Clermont were simply glorious; Leinster were brutally efficient. Saracens were powerful and clutch, whilst Toulon, believe it or not, were a tad lucky.
We picked our XV of the Week from the four compelling European Rugby Champions Cup games, but do you agree?
1. Cian Healy, Leinster
Matt Mullan is unlucky to miss out after outscrummaging Carl Hayman for much of Wasps’ match with Toulon, but Healy was the key component in a dominant Leinster scrum at the Aviva Stadium. Kane Palma-Newport held up well against Healy initially, but as the game went on the Irish loosehead really found his groove and soon got the better of the matchup.
2. Ed Shervington, Wasps
The set-piece, an area Wasps had decided pre-match to try and play away from, actually turned into an area of strength for the English side and much of that had to do with the play of Shervington. He contributed to a scrum which quickly got the ball out when under pressure and was also on target with over 90% of his lineouts.
3. Davit Zirakashvili, Clermont
Alex Corbisiero has struggled to regain his 2013 British and Irish Lions form following a string of injuries since and a confrontation with the big Georgian on Saturday did nothing to help matters. Zirakashvili tore into Corbisiero right from the off, putting the Englishman under all kinds of pressure at scrum time and helped give Clermont a significant set-piece advantage.
4. George Kruis, Saracens
It wasn’t a spectacular performance from Kruis, but he did everything that was asked of him with great efficiency. He was Saracens’ favoured target at the lineout, was busy both with and without the ball and made a nuisance of himself at the breakdown, contributing to multiple won turnovers for the men from London.
5. Ali Williams, Toulon
Wasps fans will not be happy with this selection after his professional foul on Elliot Daly went unpunished, but the former All Black was in fine form at Stade Mayol. He led Toulon in lineout takes, was second only to Chris Masoe in carries and scored the try which sealed the victory for his side and saw them advance to a semi-final meeting with Leinster.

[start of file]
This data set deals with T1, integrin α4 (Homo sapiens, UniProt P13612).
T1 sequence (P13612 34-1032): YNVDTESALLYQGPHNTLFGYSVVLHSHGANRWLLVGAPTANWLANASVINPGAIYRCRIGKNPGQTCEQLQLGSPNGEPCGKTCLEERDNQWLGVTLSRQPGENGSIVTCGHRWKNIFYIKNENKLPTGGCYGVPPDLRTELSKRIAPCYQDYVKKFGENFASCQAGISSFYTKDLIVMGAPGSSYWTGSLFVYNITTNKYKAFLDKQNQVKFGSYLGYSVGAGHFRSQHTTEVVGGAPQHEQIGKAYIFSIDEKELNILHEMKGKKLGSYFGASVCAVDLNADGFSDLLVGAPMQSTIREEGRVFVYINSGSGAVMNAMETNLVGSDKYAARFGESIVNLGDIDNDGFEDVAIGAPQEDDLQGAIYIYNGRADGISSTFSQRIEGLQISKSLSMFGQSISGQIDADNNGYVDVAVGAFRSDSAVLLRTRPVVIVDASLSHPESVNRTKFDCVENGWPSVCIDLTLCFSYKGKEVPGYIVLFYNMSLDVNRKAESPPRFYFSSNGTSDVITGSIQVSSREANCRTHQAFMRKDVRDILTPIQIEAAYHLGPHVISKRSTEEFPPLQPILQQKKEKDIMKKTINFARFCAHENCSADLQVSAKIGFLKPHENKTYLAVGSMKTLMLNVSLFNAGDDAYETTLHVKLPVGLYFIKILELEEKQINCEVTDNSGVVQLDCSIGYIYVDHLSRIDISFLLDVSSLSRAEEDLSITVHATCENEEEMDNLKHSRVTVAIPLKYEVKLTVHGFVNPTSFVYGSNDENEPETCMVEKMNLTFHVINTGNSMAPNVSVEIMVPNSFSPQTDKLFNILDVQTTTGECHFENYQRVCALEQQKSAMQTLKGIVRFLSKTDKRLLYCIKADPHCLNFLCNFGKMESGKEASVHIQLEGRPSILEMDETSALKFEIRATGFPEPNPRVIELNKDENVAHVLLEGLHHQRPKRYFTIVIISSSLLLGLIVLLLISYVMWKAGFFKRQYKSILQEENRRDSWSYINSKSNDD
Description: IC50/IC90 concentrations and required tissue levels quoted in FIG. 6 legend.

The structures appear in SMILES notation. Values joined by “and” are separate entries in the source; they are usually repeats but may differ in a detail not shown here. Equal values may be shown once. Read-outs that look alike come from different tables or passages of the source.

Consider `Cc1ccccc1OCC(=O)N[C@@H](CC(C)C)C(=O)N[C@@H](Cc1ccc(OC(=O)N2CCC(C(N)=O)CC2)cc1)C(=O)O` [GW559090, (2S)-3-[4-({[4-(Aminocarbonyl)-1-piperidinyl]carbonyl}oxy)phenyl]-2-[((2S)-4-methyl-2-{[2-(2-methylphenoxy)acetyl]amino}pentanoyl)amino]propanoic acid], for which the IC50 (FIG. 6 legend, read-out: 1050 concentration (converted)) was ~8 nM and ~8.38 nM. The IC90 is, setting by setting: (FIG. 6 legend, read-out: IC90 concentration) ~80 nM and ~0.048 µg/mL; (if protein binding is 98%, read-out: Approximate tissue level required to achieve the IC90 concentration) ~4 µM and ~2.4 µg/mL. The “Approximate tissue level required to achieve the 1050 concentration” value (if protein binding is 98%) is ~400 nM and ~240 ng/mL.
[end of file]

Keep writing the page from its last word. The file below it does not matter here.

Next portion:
6. James Haskell, Wasps
Haskell turned in an industrious performance against Toulon, leading the game in tackles, as well as being an abrasive presence at the contact area, helping minimise the impact of the usually imperious Steffon Armitage. It was this contribution at the contact area which separated him from Clermont’s Damien Chouly, who also had a strong claim on this spot.
7. Julien Bonnaire, Clermont
Age doesn’t seem to affect Bonnaire like it does other players. The Frenchman was every bit as impactful at the set-piece and the breakdown as he was 10 years ago. He helped disrupt the Northampton lineout and was also on hand to slow down ball on the rare opportunities when Northampton were able to string together multiple phases.
8. Fritz Lee, Clermont
A powerful carrier, tireless tackler and efficient with ball in hand, Lee did everything that you would want of a modern number eight. Bath’s Leroy Houston and Leinster’s Jamie Heaslip both had solid games in Dublin, but neither could match the overall impact that Lee offered his team this weekend.
9. Maxime Machenaud, Racing Metro